Medical Emergency: What Happens When You Call 911
By Ray Smith
From Issue 15: Summer 2012
“Nobody calls 911 when it’s a good day,” according to Art Snyder, Director of Ulster County Emergency Services. “They’re in shock; they’re hysterical; they’re angry; or just plain scared.”
If you call 911 from Gardiner, your call is received by an Emergency Services Dispatcher in a small brick building atop Golden Hill Lane in Kingston. He or she has undergone four months of training to operate a Dispatch Center console with five screens, a keyboard, multiple phone lines and a two-way radio. The screens show: a map of the emergency service units covering the location of the emergency; phone lines; an automatic vehicle locator; a computer aided dispatch (CAD) on which information is typed; and radio frequencies. Before the Dispatcher even answers the call, some information begins to appear on the screens automatically.
The Dispatcher asks a series of scripted questions to determine location (in case the connection is broken), precise nature of the problem, name of the caller, phone number, etc. When typed, the information appears next to a time stamp on the CAD screens of the team.
Callers want instant action and may feel frustrated by the questions. What they don’t know is that another Dispatcher is using the information posted to determine the proper level of response (police, fire or emergency medical service), and while the first Dispatcher is still talking to the caller a response unit may already be enroute to the scene.
The first responders for medical emergencies are the 14 active members and officers of the Gardiner Rescue Squad. All are Emergency Medical Technicians (EMTs), with 160 hours of course and practical training in basic life support (BLS), including defibrillation and limited medication administration. EMTs then follow written New York State BLS Protocols. They are on call essentially from 6 PM to 6 AM daily and usually during weekend days. When they are not available the gap is filled by Paramedics from Mobile Life Support Services, Inc.
The highest level of emergency medical provider is the Paramedic, with 1,600 hours of classroom and practical training at a community college. Paramedics follow the Advanced Life Support (ALS) Protocols of the Hudson Valley Regional Emergency Medical Services Council. If they are also responding, Gardiner’s Rescue Squad always reaches the scene before Mobile Life. Our Rescue Squad initiates care and stabilizes the injured immediately, regardless of severity. On arrival minutes later, Mobile Life’s Paramedic would take over advanced life support, if such care were required. During 2011 in Gardiner, Mobile Life’s support was requested 305 times and they transported patients 176 times.
Scott Woebse, Vice President and Chief Operating Officer of Mobile Life, showed how a 911 call from Gardiner requiring ALS/Paramedic attention appears immediately on the screens in Mobile Life’s own command center in New Windsor, NY. The screens on their dispatchers’ consoles show the location of each on-duty vehicle, enabling them to route the nearest available ambulance to the scene of the emergency.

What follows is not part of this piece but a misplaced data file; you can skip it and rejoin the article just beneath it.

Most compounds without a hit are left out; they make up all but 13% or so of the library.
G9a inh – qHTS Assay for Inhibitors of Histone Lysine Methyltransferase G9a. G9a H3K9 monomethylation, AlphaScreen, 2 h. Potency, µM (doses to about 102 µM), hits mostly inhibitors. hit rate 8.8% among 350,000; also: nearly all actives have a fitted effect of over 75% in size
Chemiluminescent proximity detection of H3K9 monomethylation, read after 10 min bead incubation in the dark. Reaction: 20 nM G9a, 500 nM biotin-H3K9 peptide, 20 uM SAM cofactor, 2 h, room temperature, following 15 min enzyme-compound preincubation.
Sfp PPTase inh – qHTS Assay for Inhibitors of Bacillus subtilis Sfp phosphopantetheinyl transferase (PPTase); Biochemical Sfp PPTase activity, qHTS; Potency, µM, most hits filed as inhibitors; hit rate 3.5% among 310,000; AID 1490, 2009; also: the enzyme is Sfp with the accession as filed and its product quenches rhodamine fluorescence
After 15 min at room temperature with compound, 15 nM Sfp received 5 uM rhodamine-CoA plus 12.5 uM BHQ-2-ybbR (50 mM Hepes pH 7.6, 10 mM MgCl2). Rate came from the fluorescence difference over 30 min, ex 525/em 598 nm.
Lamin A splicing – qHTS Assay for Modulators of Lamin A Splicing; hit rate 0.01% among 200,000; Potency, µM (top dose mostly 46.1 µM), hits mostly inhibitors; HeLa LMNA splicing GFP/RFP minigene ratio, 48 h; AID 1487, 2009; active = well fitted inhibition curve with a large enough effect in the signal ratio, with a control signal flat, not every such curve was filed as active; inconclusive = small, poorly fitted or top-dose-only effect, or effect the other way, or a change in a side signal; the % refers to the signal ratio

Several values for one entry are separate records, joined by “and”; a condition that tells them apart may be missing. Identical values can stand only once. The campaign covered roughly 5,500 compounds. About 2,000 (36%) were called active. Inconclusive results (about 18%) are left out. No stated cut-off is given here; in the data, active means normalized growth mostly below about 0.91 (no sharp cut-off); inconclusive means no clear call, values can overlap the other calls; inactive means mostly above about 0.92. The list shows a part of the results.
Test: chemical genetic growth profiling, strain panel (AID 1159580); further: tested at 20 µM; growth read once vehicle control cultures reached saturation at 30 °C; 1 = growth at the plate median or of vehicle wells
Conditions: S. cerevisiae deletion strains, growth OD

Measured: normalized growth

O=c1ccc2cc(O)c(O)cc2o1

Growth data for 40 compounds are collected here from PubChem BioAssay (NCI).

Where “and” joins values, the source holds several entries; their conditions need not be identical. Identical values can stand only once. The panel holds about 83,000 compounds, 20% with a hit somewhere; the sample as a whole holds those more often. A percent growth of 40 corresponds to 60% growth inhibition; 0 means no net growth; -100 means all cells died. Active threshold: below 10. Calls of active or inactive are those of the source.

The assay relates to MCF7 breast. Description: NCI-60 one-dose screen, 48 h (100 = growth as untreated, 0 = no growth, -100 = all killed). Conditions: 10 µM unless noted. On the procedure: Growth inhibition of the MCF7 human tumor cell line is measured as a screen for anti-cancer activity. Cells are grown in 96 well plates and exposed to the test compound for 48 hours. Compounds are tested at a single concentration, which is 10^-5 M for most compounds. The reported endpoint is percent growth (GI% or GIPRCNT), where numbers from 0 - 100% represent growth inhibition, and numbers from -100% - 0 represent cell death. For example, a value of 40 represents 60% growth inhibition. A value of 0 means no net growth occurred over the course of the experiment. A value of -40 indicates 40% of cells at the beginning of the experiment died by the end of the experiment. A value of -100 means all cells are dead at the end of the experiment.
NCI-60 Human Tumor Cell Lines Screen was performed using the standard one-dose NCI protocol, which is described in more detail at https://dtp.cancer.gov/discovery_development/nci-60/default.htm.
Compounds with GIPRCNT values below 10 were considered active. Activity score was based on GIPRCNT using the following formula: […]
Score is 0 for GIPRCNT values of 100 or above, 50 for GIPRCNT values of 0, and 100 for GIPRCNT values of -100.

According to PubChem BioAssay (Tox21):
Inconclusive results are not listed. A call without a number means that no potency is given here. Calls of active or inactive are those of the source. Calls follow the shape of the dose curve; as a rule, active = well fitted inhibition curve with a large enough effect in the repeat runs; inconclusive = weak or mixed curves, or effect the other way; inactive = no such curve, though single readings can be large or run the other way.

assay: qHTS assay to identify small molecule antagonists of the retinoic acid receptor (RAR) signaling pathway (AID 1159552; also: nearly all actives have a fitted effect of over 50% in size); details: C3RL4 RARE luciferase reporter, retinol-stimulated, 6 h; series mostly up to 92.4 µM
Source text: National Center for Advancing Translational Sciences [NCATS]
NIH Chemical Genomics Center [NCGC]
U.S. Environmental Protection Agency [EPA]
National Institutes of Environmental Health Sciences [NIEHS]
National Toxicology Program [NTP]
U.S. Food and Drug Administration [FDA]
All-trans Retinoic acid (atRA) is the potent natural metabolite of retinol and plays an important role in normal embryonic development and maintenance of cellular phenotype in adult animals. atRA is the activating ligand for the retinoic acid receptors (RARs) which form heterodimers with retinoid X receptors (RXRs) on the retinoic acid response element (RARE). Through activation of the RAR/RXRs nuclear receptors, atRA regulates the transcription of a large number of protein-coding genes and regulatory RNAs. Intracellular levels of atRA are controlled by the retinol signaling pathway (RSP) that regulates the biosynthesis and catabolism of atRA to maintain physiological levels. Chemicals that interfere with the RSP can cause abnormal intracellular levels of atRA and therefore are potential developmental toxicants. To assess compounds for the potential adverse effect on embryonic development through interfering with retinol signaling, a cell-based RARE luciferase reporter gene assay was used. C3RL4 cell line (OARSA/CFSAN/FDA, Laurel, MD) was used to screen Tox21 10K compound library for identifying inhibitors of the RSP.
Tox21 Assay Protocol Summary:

Since they cover Orange, Ulster and Dutchess Counties, Mobile Life maintains nineteen posting stations in its area. These stations normally include an office, extra supplies, charging devices, a bathroom and occasionally garaging space. The three stations closest to Gardiner are located at 2044 Route 32, Modena just south of Routes 44/55; next to the State Police building on Route 299 in Highland; and at the Highland Fire Department. Each Mobile Life ambulance is staffed by one Paramedic and one EMT.
Mobile Life has 50 vehicles and a staff of 400 to provide effective ALS coverage around the clock 365 days of the year including a medevac unit for the New York State Police helicopter at Stewart International Airport. Mobile Life bills for its services but in most cases, a patient’s insurer pays all or most of their charges.
Both Gardiner Fire and Rescue and Mobile Life work to reduce their response times. With a much broader coverage area, Mobile Life uses their own System Status Management Data Analysis to insure both staff and vehicles are in optimal locations to minimize response time. As calls come in, this requires a continuous reconfiguration of ambulance locations. In urban areas, the gold standard for response time is nine minutes. In rural areas such as Gardiner it’s 12 to 15 minutes. During 2011, Mobile Life’s response time in Gardiner averaged 14 minutes.
Scott Woebse summed up: “Having local volunteers especially in rural areas is essential. They’re going to get there faster; they’re trained; they know what they’re doing; they’re equipped; and they’re going to initiate lifesaving care.”
To maintain and continue this vital service, Gardiner Fire and Rescue is always looking for new EMTs. The Department offers free training to anyone who becomes a member of the department, lives in the district and is 18 or older. To volunteer or to obtain more information, contact Helen Zimmermann at (914) 439-3389.